Leading A Meeting

Ever been to a meeting that feels like a bit of a waste of time? Badly chaired, poorly timed, dominated by the loudest voice, lacking in purpose, direction and outcome! Meetings that start late, run over time or don’t complete the agenda at all (assuming there is an agenda!). And what’s more, nothing ever happens as a result anyway! Well, not in your meetings…

1). Firstly, do you really need this meeting or is it just that it’s on the calendar so must happen? Can it be done in another way (eg e-mail, personal discussion)? If you do need to convene a meeting, make sure the attendees are clear about the purpose, the agenda, their role and the intended outcomes.

2). Prepare well…

  • Book a room/venue with appropriate seating and tables etc
  • Organise refreshments if necessary – even if it’s only water!
  • Draw up an agenda and send out in advance, including approximate timings
  • Choose the date and time of the meeting carefully so that all can attend
  • Communicate well in advance and send a reminder e-mail on the day or just before
  • Make sure you have enough copies of any paperwork for the attendees

3). Allocate clear roles as necessary. You are the Chair, but do you need a minute-taker, a time-keeper, a technician, a refreshment replenisher…etc?!

4). As a general rule, try not to table papers at the meeting; send out in advance wherever possible to give colleagues the chance to read, think and prepare. Attendees may wish to consider questions in advance.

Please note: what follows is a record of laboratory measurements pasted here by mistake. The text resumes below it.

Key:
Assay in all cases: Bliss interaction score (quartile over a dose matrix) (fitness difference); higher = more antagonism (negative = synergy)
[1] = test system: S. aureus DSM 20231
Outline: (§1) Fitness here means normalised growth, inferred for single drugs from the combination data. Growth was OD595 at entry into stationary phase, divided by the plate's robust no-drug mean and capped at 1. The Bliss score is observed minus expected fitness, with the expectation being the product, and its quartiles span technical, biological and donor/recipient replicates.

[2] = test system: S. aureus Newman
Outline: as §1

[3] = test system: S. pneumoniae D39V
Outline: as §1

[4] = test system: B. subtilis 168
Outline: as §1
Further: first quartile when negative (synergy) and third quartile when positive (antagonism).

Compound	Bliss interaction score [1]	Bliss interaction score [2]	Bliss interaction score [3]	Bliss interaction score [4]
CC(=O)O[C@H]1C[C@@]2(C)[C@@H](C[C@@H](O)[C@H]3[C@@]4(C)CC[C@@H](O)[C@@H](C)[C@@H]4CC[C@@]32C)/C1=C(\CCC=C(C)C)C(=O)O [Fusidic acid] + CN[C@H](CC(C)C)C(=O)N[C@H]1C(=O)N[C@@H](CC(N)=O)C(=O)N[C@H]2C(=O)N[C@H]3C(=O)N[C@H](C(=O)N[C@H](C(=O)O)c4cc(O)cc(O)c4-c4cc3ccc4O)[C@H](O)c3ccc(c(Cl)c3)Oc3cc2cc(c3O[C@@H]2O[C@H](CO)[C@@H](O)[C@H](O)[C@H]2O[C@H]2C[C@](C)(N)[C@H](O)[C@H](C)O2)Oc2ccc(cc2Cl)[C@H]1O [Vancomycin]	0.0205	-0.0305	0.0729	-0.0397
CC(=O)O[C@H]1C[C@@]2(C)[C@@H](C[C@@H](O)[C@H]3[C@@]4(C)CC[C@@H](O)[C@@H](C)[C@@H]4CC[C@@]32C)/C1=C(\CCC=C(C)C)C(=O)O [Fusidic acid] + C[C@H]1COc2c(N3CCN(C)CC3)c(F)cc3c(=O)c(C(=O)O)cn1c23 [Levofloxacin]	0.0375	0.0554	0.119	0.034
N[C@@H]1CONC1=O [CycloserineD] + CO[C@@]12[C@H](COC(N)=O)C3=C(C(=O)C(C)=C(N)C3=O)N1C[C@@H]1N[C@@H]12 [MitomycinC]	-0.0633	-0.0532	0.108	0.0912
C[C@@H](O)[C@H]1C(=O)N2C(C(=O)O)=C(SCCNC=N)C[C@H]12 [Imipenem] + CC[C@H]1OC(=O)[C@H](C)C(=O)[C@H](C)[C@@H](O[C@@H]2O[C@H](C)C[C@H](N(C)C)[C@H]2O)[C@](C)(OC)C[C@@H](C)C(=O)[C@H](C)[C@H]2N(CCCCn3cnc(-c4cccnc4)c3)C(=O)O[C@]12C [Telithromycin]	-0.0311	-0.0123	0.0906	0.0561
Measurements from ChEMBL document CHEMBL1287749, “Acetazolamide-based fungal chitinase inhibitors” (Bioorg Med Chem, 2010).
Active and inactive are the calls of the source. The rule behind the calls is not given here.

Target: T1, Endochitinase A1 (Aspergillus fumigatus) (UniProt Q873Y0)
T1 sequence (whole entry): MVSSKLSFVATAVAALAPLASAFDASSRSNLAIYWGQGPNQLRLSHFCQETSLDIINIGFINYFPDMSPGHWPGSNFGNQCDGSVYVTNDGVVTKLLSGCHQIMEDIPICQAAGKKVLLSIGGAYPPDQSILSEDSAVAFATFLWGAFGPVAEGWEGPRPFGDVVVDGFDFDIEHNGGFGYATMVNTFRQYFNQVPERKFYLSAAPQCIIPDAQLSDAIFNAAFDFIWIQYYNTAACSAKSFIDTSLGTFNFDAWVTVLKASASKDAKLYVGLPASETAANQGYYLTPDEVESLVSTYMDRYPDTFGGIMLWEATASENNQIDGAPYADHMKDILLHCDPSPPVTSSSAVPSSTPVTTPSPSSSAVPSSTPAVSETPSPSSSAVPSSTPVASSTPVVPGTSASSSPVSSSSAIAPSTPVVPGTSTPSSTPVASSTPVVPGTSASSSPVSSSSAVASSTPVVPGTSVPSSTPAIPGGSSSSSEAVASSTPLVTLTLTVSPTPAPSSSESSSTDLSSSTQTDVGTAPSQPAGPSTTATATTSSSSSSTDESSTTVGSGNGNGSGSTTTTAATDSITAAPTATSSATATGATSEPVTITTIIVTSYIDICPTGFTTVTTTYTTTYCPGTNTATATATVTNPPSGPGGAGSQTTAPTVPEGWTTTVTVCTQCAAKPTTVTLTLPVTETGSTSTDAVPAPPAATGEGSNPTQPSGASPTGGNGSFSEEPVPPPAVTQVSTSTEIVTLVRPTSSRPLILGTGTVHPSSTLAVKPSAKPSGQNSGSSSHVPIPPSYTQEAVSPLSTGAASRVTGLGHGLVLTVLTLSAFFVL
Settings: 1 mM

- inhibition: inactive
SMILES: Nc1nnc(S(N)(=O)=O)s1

5). Model good professional behaviours:

  • Print spare agendas
  • Be there in good time to welcome attendees
  • Ensure technology is ready and working
  • Start and finish on time
  • Always be polite, open-minded and fair to all attendees
  • Encourage views from all participants, where possible
  • Summarise regularly
  • Keep it pacy, relevant, focused on the matter in hand

6). Ask for A.O.B items to be declared either before or at the beginning of the meeting so that you can manage the time available accordingly.

7). Make sure that as Chair, you keep discussions focused on the agenda items. No chit chat… No ‘meetings-within-meetings’… You may need to be pleasantly and charmingly assertive should this happen!

8). Stick broadly to the timings indicated – and don’t be afraid to move the meeting on if you need to.

9). Be inclusive: ensure that the meeting is not dominated by any one individual. Invite comments/opinions from quieter attendees – often the pearls of wisdom come from these people!

10). For most meetings, it’s good practice to produce Minutes (or at the very least an Action Sheet that records agreed actions as opposed to the entire debate). Record actions clearly, stating WHAT IS TO BE DONE, BY WHOM and BY WHEN. Send out the minutes promptly afterwards and revisit the minutes/actions at the start of the next meeting (if it is part of a set of scheduled meetings).

Good Luck!

“I like X’s meetings: they are always well-paced, purposeful, decisive and productive. At least we get to start on time, have our say, and finish on time too!”